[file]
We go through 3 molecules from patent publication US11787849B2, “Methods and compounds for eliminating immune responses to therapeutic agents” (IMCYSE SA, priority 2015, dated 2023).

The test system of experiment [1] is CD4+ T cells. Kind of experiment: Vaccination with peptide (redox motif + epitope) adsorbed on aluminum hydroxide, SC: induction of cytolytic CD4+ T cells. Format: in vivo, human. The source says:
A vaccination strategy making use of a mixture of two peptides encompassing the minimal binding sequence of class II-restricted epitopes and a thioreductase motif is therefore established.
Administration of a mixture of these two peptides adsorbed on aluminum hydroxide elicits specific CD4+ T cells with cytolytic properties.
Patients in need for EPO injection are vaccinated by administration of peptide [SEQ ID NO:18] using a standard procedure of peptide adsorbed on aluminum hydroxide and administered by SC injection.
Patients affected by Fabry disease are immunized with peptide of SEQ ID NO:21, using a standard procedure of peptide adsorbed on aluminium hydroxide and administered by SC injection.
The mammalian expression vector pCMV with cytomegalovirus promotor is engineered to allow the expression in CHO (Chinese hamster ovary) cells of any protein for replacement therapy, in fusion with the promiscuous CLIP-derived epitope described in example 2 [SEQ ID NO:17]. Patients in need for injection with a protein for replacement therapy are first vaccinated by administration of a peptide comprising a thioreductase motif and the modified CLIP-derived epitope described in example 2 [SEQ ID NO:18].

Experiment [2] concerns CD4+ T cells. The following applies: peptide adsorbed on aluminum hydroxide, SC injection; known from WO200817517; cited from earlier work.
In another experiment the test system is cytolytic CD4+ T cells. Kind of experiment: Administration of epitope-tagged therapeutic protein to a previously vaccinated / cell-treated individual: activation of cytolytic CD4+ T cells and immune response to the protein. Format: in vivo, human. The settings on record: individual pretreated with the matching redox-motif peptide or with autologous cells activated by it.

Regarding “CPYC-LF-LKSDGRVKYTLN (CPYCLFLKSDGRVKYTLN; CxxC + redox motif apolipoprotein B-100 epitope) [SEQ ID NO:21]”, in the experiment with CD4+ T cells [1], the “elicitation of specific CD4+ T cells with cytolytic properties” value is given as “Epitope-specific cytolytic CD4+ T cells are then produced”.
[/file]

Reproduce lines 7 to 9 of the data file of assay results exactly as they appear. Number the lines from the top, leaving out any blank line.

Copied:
The mammalian expression vector pCMV with cytomegalovirus promotor is engineered to allow the expression in CHO (Chinese hamster ovary) cells of any protein for replacement therapy, in fusion with the promiscuous CLIP-derived epitope described in example 2 [SEQ ID NO:17]. Patients in need for injection with a protein for replacement therapy are first vaccinated by administration of a peptide comprising a thioreductase motif and the modified CLIP-derived epitope described in example 2 [SEQ ID NO:18].

Experiment [2] concerns CD4+ T cells. The following applies: peptide adsorbed on aluminum hydroxide, SC injection; known from WO200817517; cited from earlier work.
In another experiment the test system is cytolytic CD4+ T cells. Kind of experiment: Administration of epitope-tagged therapeutic protein to a previously vaccinated / cell-treated individual: activation of cytolytic CD4+ T cells and immune response to the protein. Format: in vivo, human. The settings on record: individual pretreated with the matching redox-motif peptide or with autologous cells activated by it.